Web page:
Fred McGriff (born October 31, 1963 in Tampa, Florida) is a former left-handed Major League Baseball player who has starred for several teams since the mid-1980s, including the Toronto Blue Jays. A power-hitting first baseman, the 5-time All-Star became, in 1992, the first player since the dead-ball era to lead both leagues in home runs. Although he has never hit more than 37 homers in a single season, he finished the 2003 campaign only 9 homers away from joining the exclusive company of those who have hit 500. He won a World Series title with the Atlanta Braves in 1995.
His nickname "Crime Dog" was bestowed on him by ESPN sportscaster Chris Berman, noted for his unusual and idiosyncratic player nicknames. The nickname is a play on McGruff, a cartoon dog created for American police to raise children's awareness on crime prevention. Unlike most of Berman's nicknames, the "Crime Dog" nickname entered into standard usage.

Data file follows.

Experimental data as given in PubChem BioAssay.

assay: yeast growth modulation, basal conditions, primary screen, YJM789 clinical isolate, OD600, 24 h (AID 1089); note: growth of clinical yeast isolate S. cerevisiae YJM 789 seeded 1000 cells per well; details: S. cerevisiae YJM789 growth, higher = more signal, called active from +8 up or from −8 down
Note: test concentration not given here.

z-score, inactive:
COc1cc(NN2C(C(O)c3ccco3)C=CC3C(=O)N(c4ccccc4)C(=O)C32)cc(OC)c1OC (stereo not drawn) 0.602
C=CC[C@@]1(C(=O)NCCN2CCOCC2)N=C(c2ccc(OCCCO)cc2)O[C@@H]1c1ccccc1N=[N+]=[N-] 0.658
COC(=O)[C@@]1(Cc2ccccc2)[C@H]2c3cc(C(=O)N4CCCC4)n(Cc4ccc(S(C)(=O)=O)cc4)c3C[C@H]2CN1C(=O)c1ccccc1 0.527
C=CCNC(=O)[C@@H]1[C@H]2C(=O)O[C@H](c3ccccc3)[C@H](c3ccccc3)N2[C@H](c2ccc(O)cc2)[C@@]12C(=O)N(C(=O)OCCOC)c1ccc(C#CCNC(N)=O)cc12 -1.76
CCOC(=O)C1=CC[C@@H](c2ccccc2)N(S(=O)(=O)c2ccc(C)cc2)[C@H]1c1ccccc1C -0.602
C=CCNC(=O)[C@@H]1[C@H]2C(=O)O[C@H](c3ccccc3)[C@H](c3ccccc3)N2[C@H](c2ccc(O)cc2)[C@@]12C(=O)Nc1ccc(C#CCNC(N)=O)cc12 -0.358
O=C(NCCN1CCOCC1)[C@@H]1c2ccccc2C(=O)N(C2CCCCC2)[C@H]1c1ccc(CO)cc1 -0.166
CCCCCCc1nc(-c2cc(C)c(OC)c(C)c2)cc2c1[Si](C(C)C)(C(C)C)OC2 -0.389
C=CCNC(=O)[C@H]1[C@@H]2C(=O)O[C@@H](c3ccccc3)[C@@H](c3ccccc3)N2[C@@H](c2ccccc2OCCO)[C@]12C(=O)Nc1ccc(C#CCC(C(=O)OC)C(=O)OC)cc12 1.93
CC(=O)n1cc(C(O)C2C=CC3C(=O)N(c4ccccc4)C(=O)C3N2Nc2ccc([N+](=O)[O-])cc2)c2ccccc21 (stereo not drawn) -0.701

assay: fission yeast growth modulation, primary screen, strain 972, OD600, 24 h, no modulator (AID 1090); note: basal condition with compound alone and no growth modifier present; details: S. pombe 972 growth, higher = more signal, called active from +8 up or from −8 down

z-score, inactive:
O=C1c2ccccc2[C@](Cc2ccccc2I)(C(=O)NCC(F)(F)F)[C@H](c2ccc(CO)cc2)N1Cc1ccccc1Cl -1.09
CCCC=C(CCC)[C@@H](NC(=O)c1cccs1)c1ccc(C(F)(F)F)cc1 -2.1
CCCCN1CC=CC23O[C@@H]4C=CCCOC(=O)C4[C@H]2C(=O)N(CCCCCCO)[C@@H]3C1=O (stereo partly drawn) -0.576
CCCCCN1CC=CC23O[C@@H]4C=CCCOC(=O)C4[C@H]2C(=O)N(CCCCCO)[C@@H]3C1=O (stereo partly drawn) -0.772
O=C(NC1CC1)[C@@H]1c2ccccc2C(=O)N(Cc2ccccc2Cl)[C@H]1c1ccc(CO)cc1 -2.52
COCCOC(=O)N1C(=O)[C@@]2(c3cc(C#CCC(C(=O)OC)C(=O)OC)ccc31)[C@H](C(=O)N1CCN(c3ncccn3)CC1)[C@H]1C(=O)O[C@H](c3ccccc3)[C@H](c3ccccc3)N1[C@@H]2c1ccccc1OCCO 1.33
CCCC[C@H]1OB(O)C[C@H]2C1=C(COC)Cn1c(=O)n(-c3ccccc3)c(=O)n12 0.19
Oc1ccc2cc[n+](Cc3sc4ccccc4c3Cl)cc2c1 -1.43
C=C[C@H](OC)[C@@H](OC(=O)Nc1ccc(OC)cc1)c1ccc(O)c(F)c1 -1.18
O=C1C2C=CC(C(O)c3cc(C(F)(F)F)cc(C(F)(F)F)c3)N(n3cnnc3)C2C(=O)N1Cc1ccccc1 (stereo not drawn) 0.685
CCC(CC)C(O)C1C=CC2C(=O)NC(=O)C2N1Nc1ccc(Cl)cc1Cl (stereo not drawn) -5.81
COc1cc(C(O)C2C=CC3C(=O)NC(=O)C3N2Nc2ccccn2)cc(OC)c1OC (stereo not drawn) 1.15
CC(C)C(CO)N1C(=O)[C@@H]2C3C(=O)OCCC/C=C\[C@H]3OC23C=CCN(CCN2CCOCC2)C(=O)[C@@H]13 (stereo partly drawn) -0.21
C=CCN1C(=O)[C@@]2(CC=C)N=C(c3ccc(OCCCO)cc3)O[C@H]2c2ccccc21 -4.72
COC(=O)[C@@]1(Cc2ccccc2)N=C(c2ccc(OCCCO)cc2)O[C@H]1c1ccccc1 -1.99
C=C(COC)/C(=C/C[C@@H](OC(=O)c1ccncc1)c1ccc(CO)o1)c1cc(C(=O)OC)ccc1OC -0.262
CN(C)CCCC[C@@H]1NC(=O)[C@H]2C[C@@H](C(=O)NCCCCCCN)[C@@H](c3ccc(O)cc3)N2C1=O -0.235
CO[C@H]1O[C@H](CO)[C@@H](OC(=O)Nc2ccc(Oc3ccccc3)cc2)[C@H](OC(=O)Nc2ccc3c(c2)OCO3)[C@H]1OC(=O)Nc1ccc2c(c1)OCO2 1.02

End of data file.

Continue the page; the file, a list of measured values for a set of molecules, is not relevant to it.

In 2004, the Tampa Bay Devil Rays re-signed McGriff in hopes of letting the veteran ballplayer hit 500 home runs. He played from 1998-2001 with the Rays. Unfortunately, he ended up with a .181 average and hit just 2 home runs in his sporadic play from the end of May until mid-July. The Devil Rays released McGriff on Saturday, July 17, 2004. He now has 493 career home runs and is currently unemployed. Rumors had it that McGriff would join the Chicago White Sox following Frank Thomas' major injury, but they chose not to sign McGriff. McGriff's record of hitting a home run in 43 different ballparks has recently been tied by the legendary Ken Griffey Jr. on June 5th, 2006.
He has appeared in commercials for Tom Emanski Baseball Training videos on ESPN since 1991, which are still aired to this day on the network (television's longest running commercial ever). Currently, McGriff hosts a radio show in Tampa and is an assistant baseball coach at Jesuit High School of Tampa